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The Story of 116 111

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Part One: A Call for Harmonisation

Today marks the 16th anniversary of the 116 xyz numbers – the numbers of social value in the European Union. For children and young people, having a short, easy-to-remember number to access child helpline support is essential, as it helps make safe and confidential support from child helplines much more accessible to them. In Europe, this number is 116 111. But how did this harmonised number for child helplines come about? Why is it so important for children, and what issues do our child helpline members using the 116 111 number currently face?

116 xyz – Numbers of Social Value

Let’s begin by exploring the beginnings of the 116 xyz numbers. On this day, 15 February, back in 2007, the European Commission published its decision to reserve national telephone numbers beginning with the digits 116, to allow for harmonised numbers across the EU that would provide EU citizens with harmonised services of social value.

This major achievement was the result of intense lobbying for the reservation of harmonised, easy-to-remember and toll-free numbers, both in the EU and across the wider European region, by the then still relatively young Child Helpline International network and our child rights partners. Our team visited Brussels at the end of 2005 to lobby Members of the European Parliament for a petition supporting child helplines in the EU. With the assistance of MEP Lissy Gröner, we obtained around 200 signatures of MEPs.

A defining moment following this advocacy by our network and our partners came on 17 January 2007, when the world’s First Ladies met in Paris to call for international action to protect children from abduction and sexual abuse. The meeting coincided with the imminent launch of a pan-European number ­– 116 – and the launch of the 116 000 number for missing children on 15 February 2007. The 116 111 number for child helplines was reserved later in that year, on 29 October 2007, followed by the harmonised number 116 006  for helplines for victims of crime on November 30, 2009. Two other numbers – 116 123 for emotional support helplines and 116 117 for non-emergency medical on-call service were also reserved.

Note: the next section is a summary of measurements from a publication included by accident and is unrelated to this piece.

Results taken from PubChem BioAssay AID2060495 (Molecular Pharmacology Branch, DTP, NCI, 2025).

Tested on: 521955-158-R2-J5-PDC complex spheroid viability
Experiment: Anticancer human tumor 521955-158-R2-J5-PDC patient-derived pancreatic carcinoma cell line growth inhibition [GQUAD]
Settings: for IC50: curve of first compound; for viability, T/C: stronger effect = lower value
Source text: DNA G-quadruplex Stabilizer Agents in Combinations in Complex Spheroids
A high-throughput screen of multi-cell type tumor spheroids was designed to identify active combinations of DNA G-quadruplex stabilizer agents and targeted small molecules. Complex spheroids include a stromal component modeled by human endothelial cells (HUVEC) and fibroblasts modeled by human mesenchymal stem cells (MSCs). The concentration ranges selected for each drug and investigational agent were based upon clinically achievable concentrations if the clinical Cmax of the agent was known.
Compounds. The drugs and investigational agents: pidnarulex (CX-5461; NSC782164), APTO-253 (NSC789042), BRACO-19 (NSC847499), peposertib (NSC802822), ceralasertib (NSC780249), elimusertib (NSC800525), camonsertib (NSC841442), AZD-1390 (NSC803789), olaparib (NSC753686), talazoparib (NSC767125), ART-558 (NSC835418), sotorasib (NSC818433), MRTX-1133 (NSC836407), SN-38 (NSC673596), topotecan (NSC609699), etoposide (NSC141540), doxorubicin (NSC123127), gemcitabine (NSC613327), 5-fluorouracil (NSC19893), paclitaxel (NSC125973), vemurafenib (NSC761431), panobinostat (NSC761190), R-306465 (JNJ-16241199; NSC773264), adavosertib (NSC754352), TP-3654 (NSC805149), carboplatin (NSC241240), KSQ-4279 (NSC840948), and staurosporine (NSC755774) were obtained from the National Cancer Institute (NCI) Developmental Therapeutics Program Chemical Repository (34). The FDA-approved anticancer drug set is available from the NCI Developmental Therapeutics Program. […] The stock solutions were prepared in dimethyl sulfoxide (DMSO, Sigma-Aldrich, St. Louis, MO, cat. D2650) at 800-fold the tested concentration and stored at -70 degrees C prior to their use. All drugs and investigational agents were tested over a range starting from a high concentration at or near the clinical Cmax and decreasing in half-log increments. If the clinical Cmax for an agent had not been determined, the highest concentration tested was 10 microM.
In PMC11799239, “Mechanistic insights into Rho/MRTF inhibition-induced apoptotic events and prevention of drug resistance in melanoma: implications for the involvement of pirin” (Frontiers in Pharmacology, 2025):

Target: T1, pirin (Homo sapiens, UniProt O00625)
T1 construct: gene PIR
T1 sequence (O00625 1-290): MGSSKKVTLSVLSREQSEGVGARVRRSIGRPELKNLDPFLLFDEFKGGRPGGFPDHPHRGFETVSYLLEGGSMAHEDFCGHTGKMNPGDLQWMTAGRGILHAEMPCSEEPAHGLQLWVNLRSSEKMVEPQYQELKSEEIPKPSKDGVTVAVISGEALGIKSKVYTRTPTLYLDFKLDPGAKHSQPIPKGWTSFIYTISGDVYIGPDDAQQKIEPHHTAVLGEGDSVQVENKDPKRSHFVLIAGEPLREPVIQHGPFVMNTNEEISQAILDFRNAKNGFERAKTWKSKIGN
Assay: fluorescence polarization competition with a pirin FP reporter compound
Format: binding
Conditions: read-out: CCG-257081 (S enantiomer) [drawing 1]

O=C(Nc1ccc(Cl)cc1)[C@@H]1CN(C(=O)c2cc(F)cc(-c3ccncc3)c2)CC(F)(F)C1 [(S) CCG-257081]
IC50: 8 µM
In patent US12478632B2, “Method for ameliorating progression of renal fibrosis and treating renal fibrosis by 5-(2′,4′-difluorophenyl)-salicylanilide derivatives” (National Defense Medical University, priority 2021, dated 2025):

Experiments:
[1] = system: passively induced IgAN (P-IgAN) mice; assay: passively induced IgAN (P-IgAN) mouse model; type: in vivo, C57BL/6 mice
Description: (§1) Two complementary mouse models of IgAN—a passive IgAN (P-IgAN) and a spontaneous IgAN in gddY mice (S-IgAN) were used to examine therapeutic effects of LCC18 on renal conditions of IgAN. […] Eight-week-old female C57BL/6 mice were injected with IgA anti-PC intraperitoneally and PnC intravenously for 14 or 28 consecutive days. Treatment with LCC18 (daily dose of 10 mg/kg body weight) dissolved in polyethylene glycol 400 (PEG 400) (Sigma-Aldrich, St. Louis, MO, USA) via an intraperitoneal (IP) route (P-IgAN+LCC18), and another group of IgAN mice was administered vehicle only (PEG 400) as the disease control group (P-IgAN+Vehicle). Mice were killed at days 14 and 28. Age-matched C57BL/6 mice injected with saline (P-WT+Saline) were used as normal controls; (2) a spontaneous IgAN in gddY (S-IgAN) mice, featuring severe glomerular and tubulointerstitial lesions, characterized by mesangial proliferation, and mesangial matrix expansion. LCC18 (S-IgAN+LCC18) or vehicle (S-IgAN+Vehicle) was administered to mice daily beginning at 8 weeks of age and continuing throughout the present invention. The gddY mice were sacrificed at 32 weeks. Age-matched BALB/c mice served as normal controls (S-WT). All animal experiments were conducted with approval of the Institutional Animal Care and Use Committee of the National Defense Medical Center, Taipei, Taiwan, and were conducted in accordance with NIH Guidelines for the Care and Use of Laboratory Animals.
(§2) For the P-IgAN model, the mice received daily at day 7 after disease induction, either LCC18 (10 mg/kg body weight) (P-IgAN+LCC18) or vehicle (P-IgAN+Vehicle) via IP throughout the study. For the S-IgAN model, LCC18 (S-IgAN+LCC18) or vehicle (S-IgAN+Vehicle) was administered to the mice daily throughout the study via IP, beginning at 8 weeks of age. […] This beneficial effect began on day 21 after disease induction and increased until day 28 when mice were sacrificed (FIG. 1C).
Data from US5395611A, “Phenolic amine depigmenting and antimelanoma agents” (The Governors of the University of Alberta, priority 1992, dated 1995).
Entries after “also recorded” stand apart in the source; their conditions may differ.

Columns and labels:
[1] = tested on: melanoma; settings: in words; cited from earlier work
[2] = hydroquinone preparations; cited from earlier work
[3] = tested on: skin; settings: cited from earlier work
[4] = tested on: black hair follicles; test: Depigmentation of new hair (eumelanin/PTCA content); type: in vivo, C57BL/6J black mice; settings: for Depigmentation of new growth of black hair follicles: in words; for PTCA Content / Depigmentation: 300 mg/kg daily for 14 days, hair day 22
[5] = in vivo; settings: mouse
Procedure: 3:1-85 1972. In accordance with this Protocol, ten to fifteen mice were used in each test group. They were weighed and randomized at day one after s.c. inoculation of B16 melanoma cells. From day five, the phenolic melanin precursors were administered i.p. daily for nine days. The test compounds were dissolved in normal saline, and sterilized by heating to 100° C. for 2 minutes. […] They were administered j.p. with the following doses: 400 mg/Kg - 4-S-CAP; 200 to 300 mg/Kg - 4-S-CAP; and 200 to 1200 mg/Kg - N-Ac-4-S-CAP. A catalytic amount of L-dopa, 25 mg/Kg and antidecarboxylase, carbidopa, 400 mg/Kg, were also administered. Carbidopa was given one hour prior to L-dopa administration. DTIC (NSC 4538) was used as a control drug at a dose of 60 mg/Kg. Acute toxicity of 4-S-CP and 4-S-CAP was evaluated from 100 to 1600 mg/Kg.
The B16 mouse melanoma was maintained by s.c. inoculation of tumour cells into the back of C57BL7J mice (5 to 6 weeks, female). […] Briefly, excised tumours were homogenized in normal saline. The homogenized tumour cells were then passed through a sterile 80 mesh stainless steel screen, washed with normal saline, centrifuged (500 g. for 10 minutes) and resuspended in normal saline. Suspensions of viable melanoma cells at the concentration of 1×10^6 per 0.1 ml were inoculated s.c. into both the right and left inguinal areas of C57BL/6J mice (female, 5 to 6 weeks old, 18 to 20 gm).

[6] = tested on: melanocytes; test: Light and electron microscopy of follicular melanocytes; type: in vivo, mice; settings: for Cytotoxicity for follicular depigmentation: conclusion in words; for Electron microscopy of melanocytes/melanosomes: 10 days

116 111 is currently operational in 23 out of 27 EU Member States, and additionally in seven other European statessee the list here. Child helplines, trusted by the children and young people who rely upon their services, are an essential part of national child protection systems, integration of services, and key in promoting and protecting children’s rights. You can find out more about the reasons why children and young people contact child helplines in our data reports.

While many child helplines in Europe have access to the resources they need in order to provide free, accessible, high-quality support directly to children and young people, this isn’t the case for all of them. There are also several technical issues with 116 111 that must be resolved. Furthermore, the awareness of 116 111, and the importance of child helpline services among national and regional policy makers, is lacking in some countries.

A Call to Action

We call upon national governments to engage directly with their national child helpline to provide the necessary resources for sustainable, high-quality operations. We call on telecoms, mobile operators and industry partners to ensure that the 116 111 number and text-based services are freely accessible for all children, also those who are travelling in the European Union. We also call on the European Commission to further recognise the role of child helplines in the promoting and protection of children’s rights, including updating the European Electronic Communications Code and the Proposal for a Regulation of the European Parliament and of the Council laying down rules to prevent and combat child sexual abuse.

Ronja Ulvfot
Regional Manager, Europe

 
 

We will continue the Story of 116 111 throughout the year, before celebrating its 16th Anniversary on 29 October 2023.